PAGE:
that the discharge/termination of the appellant from service is
unsustainable and after setting aside the termination order was justified
in depriving the appellant from any salary for the intervening period as
well as for the purpose of terminal benefits, the intervening period during
which the appellant remained out of job shall not be counted. Since we
have issued notice only for the purpose of terminal benefits, there is no
need to go into the entitlement of salary during the intervening period.
9) It is not in dispute that in the concluding paragraph, the Division
Bench of the High Court in categorical terms set aside the order of
termination. The relevant conclusion reads as under:
“Fact remains that he was discharged/terminated from service on the
basis of show cause notice. This action is found to be unsustainable.
Therefore, we have no hesitation in setting aside the termination
Having found that the discharge/termination is legally unsustainable, we
are of the view that the incumbent, namely, the appellant, ought to have
been provided relief at least to the extent of counting the intervening
period for the purpose of terminal benefits. It is true that during the
intervening period, the appellant, admittedly, did not work, in that event,
the Division Bench was justified in disallowing the salary for the said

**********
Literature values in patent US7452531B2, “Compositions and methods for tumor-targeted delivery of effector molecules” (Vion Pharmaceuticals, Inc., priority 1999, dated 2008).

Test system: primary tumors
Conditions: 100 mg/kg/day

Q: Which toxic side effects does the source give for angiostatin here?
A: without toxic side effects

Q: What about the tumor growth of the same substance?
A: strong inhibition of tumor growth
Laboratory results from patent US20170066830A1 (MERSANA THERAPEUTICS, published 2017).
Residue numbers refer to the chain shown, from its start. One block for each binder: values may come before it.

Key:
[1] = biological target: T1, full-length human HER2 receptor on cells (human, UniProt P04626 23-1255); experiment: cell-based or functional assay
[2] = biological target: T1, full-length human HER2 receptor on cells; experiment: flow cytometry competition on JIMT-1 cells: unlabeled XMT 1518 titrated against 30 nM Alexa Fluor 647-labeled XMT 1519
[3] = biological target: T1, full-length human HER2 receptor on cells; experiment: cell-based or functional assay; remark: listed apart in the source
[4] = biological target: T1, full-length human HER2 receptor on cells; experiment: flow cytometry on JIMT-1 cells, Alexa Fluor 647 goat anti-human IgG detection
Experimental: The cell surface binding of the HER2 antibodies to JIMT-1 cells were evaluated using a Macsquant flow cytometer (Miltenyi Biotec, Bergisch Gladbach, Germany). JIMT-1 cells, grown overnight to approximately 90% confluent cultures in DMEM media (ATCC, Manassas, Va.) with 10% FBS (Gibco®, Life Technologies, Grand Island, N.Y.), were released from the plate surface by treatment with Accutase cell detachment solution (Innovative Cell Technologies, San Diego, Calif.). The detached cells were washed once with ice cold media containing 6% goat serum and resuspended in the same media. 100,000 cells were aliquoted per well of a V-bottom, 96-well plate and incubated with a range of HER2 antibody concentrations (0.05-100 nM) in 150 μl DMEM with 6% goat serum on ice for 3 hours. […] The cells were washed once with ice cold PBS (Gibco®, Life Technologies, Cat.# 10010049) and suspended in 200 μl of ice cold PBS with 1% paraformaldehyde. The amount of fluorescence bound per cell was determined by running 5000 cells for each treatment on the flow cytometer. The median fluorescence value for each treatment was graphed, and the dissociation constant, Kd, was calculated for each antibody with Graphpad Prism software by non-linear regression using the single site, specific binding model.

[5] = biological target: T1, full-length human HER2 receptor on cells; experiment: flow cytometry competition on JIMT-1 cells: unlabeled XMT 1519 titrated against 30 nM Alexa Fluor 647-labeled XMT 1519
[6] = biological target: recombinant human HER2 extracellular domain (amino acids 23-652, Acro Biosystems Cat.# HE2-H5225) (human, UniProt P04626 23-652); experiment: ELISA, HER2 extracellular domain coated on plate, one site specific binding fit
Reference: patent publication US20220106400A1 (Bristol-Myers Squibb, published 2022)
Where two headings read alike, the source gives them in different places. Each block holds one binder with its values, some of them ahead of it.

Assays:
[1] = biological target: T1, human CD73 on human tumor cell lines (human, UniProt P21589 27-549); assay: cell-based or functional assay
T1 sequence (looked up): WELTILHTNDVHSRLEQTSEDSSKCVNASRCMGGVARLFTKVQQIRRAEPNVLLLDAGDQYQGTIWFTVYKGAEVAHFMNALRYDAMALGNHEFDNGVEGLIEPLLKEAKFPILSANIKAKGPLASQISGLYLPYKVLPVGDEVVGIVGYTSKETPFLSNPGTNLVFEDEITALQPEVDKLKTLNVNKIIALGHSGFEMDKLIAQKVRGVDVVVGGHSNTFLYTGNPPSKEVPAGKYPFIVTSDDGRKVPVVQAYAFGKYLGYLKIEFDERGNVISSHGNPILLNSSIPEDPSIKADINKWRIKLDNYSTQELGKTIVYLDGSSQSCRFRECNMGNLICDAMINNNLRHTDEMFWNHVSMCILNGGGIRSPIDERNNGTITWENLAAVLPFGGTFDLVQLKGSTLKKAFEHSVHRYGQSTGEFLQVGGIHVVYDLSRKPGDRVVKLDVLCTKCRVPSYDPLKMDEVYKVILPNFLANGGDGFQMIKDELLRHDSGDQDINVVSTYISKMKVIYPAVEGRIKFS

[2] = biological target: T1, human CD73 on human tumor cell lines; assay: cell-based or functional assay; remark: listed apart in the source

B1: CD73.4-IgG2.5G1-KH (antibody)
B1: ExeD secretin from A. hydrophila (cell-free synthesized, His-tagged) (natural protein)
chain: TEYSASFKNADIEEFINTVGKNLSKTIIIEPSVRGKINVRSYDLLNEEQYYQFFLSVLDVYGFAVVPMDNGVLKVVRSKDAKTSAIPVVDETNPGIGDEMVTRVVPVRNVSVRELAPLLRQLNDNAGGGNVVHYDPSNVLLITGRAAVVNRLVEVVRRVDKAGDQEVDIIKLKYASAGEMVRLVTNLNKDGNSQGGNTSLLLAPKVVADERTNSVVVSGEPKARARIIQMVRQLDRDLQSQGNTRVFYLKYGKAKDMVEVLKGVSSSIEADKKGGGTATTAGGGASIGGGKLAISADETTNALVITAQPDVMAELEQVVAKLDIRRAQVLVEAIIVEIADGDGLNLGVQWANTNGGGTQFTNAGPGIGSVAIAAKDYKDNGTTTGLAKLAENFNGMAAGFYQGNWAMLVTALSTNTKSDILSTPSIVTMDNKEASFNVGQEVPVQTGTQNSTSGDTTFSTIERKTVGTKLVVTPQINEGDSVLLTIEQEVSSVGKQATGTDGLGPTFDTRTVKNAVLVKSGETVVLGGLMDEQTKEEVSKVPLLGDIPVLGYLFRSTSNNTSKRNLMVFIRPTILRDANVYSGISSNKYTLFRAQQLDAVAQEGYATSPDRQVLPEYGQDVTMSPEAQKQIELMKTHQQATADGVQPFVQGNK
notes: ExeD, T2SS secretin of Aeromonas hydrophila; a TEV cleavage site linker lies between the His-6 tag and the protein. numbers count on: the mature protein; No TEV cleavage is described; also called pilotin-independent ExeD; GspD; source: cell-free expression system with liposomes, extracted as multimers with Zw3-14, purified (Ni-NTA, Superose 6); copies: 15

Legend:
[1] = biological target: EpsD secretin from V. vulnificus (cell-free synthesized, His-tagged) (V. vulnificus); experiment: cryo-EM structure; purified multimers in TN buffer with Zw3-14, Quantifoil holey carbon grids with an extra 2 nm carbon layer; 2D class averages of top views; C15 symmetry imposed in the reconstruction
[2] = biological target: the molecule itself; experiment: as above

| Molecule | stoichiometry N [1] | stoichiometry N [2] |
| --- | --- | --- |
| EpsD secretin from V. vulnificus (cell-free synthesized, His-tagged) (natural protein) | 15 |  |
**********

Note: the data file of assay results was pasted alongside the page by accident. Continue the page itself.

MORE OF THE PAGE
period. However, for the terminal benefits, in view of the categorical
conclusion of the High Court that discharge/termination is bad, ought to
have issued a direction for counting the intervening period at least for
the purpose of terminal benefits. According to the Division Bench, the
conduct of the appellant, namely, securing 4 Red Ink Entries in the service
record is the reason for not considering the intervening period even for
the purpose of terminal benefits. We hold that the said reasoning adopted
by the Division Bench of the High Court cannot be sustained in view of its
own authoritative conclusion in setting aside the discharge/termination
10) In the light of the conclusion that the termination is bad and the
direction to deprive the appellant the benefit of intervening period for
the purpose of terminal benefits is punitive imposing break in service as
the period involved amounts to dies non and the said direction was based
without considering any related issue and decided on merits by the High
Court, hence, the same is not sustainable and liable to be set aside.
11) In the light of the above discussion, while upholding the order of
the Division Bench setting aside the termination order, we hold that for
the purpose of terminal benefits, the “intervening period” for which the
appellant remained out of job shall be counted. In view of the same,
respondent Nos. 1 and 2 are directed to pass appropriate orders fixing
terminal benefits within a period of two months from the date of receipt of
copy of this judgment and intimate the same to the appellant.
12) The appeals are allowed to the extent mentioned above.
NOVEMBER 09, 2012.